Change the default server to the server for the root of the domain name space. Currently, the host ns.internic.net is used; this command is a synonym for server ns.internic.net. The name of the root server can be changed with the set root command.
Change the default server to domain. lserver uses the initial server to look up information about domain while server uses the current default server. If an authoritative answer can not be found, the names of servers that might have the answer are returned.
Sort the output of previous ls command(s) and display it one text screenful at a time, similar to more(1).
To effectively search the Internet domain namespace, it helps to know its structure. At present, the Internet domain name-space is tree-structured, with one top level domain for each country except the U.S.A. There are also some traditional top level domains, not explicitly tied to any particular country. These include:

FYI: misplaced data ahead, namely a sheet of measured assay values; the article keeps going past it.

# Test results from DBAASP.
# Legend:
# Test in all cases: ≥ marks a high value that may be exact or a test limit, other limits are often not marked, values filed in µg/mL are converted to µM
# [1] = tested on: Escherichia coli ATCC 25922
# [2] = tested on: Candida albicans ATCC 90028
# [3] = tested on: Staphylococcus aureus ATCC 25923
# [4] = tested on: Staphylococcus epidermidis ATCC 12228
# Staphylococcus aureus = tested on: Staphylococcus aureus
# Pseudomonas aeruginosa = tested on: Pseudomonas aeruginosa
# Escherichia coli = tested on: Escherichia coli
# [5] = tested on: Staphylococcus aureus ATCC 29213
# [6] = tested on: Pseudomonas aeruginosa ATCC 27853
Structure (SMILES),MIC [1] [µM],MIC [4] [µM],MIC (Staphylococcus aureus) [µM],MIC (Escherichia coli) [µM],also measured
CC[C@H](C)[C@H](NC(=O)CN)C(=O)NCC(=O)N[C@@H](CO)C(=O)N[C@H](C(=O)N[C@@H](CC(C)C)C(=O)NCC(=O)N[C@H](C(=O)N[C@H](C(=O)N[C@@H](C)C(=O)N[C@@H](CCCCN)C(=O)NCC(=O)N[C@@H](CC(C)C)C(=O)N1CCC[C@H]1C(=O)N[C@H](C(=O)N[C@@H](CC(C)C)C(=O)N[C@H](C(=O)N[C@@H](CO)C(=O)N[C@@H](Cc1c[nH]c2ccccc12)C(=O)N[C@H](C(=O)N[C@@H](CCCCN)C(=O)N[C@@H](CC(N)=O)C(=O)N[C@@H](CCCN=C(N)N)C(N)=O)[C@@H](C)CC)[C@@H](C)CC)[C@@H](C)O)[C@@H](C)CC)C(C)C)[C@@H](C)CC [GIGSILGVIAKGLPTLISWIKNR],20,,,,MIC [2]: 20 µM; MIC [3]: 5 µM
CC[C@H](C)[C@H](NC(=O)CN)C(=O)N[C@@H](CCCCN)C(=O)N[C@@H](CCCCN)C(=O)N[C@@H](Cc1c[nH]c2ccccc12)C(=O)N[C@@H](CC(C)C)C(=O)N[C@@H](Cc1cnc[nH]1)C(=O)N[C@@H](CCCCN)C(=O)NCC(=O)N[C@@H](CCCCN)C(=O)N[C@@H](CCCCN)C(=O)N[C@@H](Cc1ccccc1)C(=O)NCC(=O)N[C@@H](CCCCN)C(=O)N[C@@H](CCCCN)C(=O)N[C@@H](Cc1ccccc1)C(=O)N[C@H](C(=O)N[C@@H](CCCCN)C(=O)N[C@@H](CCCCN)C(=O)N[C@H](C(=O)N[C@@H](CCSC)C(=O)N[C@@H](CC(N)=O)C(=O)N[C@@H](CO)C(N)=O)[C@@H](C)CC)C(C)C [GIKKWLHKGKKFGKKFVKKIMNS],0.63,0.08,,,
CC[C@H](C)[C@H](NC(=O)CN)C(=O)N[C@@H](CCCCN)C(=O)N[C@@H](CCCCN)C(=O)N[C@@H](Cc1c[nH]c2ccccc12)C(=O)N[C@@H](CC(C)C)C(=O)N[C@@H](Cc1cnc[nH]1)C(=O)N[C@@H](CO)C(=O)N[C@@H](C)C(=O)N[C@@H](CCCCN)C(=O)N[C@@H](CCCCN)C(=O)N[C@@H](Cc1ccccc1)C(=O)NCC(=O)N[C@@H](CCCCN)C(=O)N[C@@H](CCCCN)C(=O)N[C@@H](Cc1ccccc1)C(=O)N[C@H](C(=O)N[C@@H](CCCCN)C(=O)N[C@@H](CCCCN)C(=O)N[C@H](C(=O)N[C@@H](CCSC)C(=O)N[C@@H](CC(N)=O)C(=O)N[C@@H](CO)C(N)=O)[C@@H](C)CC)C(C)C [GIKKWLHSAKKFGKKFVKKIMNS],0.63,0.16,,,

If you are looking for a specific host, you need to know something about the host's organization in order to determine the top-level domain that it belongs to. For instance, if you want to find the Internet address of a machine at UCLA, do the following:
Connect with the root server using the root command. The root server of the name space has knowledge of the top-level domains.
Since UCLA is a university, its domain name is ucla.edu. Connect with a server for the ucla.edu domain with the command server ucla.edu. The response produces the names of hosts that act as servers for that domain. Note: the root server does not have information about ucla.edu, but knows the names and addresses of hosts that do. Once located by the root server, all future queries will be sent to the UCLA name server.
To request information about a particular host in the domain (for instance, locus), just type the host name. To request a listing of hosts in the UCLA domain, use the ls command. The ls command requires a domain name (in this case, ucla.edu) as an argument.